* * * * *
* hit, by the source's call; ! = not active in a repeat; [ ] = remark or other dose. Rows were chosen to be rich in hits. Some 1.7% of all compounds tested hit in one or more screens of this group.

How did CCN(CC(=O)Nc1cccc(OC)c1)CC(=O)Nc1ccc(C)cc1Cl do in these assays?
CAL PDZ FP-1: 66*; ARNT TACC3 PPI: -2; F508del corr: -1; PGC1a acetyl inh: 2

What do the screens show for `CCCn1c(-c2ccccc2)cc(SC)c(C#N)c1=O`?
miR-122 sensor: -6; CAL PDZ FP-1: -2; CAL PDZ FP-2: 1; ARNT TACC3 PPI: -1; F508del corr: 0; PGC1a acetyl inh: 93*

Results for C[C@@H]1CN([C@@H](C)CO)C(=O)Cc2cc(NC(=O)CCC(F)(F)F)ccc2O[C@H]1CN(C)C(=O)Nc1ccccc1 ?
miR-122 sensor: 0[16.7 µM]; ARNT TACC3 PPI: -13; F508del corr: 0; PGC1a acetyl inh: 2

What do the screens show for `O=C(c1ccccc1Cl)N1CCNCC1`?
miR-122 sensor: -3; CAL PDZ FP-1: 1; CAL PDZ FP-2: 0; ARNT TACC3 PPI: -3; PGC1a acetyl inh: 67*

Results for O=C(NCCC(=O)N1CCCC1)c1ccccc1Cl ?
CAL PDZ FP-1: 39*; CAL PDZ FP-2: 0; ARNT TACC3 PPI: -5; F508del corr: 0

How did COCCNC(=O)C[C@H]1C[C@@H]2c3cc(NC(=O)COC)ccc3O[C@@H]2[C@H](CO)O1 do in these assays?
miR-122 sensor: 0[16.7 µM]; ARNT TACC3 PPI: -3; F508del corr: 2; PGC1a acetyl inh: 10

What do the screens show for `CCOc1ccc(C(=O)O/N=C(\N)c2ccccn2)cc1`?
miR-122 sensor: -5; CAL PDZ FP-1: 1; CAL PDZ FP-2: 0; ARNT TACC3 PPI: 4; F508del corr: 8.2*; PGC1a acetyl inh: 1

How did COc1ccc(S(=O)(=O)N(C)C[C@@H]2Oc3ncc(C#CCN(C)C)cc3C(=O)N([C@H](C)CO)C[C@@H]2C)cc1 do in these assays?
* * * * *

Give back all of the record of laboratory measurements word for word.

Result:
* hit, by the source's call; ! = not active in a repeat; [ ] = remark or other dose. Rows were chosen to be rich in hits. Some 1.7% of all compounds tested hit in one or more screens of this group.

How did CCN(CC(=O)Nc1cccc(OC)c1)CC(=O)Nc1ccc(C)cc1Cl do in these assays?
CAL PDZ FP-1: 66*; ARNT TACC3 PPI: -2; F508del corr: -1; PGC1a acetyl inh: 2

What do the screens show for `CCCn1c(-c2ccccc2)cc(SC)c(C#N)c1=O`?
miR-122 sensor: -6; CAL PDZ FP-1: -2; CAL PDZ FP-2: 1; ARNT TACC3 PPI: -1; F508del corr: 0; PGC1a acetyl inh: 93*

Results for C[C@@H]1CN([C@@H](C)CO)C(=O)Cc2cc(NC(=O)CCC(F)(F)F)ccc2O[C@H]1CN(C)C(=O)Nc1ccccc1 ?
miR-122 sensor: 0[16.7 µM]; ARNT TACC3 PPI: -13; F508del corr: 0; PGC1a acetyl inh: 2

What do the screens show for `O=C(c1ccccc1Cl)N1CCNCC1`?
miR-122 sensor: -3; CAL PDZ FP-1: 1; CAL PDZ FP-2: 0; ARNT TACC3 PPI: -3; PGC1a acetyl inh: 67*

Results for O=C(NCCC(=O)N1CCCC1)c1ccccc1Cl ?
CAL PDZ FP-1: 39*; CAL PDZ FP-2: 0; ARNT TACC3 PPI: -5; F508del corr: 0

How did COCCNC(=O)C[C@H]1C[C@@H]2c3cc(NC(=O)COC)ccc3O[C@@H]2[C@H](CO)O1 do in these assays?
miR-122 sensor: 0[16.7 µM]; ARNT TACC3 PPI: -3; F508del corr: 2; PGC1a acetyl inh: 10

What do the screens show for `CCOc1ccc(C(=O)O/N=C(\N)c2ccccn2)cc1`?
miR-122 sensor: -5; CAL PDZ FP-1: 1; CAL PDZ FP-2: 0; ARNT TACC3 PPI: 4; F508del corr: 8.2*; PGC1a acetyl inh: 1

How did COc1ccc(S(=O)(=O)N(C)C[C@@H]2Oc3ncc(C#CCN(C)C)cc3C(=O)N([C@H](C)CO)C[C@@H]2C)cc1 do in these assays?